It’s well known that Navy SEAL training is grueling, to say the least. Only 25% of the men who enter training make it through to the end. Even the best of the best, strongest of the strong, and biggest of the big men often don’t make it through. Even the men must be outliers to successfully become a Navy SEAL. It begs the assumption that it’s only a matter of time before one of those outliers will be female.
What Happens in Navy SEAL Training?
It’s appropriate here to get slightly sidetracked and discuss what actually goes on during Navy SEAL training. Don’t worry — we’ll give you the Cliffnotes version.
Training for your first deployment as a Navy SEAL can take up to 30 months. Those months will be some of the hardest in your life and many agree that it’s 90% mental.
It starts with 24 weeks in Basic Underwater Demolition/SEAL School (BUD/S), in which only about 1% of those who enter will complete, followed by 28 weeks in a SEAL qualification training program.
Navy SEAL hopefuls endure situations like what’s called “Hell Week,” which is five days of constant training with only five hours of sleep per night. During Hell Week you might stand in cold water up to your waist, stand on a cold beach in soaking wet clothing, and endure other hellish conditions.
Other training sessions include carrying loaded boats, navigating the surf, jumping out of planes, entering the ocean via helicopter, close proximity combat drills, environmental stress training, and, of course, weaponry training.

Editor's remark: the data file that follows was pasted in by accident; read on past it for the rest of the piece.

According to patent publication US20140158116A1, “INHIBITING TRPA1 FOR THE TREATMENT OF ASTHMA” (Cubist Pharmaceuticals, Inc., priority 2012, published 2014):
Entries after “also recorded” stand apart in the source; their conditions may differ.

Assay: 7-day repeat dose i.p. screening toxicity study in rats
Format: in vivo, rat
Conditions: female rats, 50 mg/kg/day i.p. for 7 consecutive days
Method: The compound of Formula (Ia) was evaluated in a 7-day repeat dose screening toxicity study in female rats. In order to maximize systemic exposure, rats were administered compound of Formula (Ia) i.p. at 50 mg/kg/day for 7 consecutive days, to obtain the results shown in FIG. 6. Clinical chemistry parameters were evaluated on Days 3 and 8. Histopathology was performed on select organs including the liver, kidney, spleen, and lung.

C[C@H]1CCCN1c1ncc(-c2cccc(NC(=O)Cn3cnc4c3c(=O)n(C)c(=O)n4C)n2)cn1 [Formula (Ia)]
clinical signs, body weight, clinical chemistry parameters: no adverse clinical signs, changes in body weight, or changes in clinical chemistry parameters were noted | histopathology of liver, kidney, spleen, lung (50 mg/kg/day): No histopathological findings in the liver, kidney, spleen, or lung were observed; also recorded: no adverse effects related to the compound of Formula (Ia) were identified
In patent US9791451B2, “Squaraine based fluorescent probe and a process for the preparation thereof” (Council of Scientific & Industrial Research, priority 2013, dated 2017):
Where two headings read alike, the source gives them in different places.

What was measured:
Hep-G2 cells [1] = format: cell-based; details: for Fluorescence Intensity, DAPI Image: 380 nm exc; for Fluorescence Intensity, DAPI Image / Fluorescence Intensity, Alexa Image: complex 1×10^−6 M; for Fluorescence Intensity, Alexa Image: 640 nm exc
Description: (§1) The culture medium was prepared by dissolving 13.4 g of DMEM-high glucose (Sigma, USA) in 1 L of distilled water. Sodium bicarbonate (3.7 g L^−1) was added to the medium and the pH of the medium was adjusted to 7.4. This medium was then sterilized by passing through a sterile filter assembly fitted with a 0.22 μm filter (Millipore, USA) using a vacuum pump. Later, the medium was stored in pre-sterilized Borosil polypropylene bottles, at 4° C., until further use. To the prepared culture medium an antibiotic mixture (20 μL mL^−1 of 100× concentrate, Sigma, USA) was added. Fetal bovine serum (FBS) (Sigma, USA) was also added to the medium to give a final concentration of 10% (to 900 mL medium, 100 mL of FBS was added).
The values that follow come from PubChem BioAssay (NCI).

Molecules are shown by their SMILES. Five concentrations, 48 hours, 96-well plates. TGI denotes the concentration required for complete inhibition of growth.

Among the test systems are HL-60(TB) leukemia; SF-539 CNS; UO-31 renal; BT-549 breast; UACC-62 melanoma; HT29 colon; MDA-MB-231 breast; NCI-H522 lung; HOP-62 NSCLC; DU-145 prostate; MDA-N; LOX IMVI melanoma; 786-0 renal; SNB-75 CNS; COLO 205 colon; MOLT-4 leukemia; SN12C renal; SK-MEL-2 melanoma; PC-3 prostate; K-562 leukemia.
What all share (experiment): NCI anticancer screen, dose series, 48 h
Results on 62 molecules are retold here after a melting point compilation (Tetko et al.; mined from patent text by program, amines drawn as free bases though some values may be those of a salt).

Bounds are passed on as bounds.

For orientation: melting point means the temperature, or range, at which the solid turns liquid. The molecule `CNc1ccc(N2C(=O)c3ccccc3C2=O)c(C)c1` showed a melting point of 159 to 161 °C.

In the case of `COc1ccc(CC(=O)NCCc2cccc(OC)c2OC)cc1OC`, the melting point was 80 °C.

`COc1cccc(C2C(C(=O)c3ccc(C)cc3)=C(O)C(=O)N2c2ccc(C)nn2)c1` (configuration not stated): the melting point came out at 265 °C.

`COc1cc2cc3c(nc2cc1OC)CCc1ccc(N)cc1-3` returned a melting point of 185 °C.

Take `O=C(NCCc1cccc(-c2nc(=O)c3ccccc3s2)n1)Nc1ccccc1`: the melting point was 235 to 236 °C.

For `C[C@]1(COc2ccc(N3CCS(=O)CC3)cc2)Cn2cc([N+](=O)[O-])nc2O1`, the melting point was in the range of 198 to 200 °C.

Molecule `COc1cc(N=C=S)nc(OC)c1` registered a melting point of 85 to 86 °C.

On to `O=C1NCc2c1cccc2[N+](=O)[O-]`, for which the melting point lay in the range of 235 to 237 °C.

Going back to the notion that a huge majority of Navy SEALs say that training is mostly about mental strength, it becomes clear that, while yes — physical strength and aptitude are important — women are capable of just as much mental strength as men. It’s a step in the right direction that they are now being given a shot.
Female Navy SEALs in the Future
Unfortunately, some people are disappointed in the women who have attempted to become Navy SEALs and came out unsuccessful. But, in reality, the courage it takes to even try something so incredibly hard is worth praising and shouldn’t be seen as a failure.
The only way for women to make a difference, not only in the military or the Navy SEALs but within our culture as a whole, is to do things that no one thought could be done. To at least try. And like the women who are now Army Rangers have shown, it won’t be long before a woman is proudly graduating as a Navy SEAL.
So, although there is not yet a female Navy SEAL among the ranks, it doesn’t seem out of the question that soon there will be. Training is as much of a mental game as it is a physical one, and even though females might have some biological physical limitations when compared to males, the outliers are sure to shine through.
After all, everyone who becomes a Navy SEAL is an outlier in their own way. Therefore, it’s definitely a progressive move to allow women the opportunity to be some of those outliers.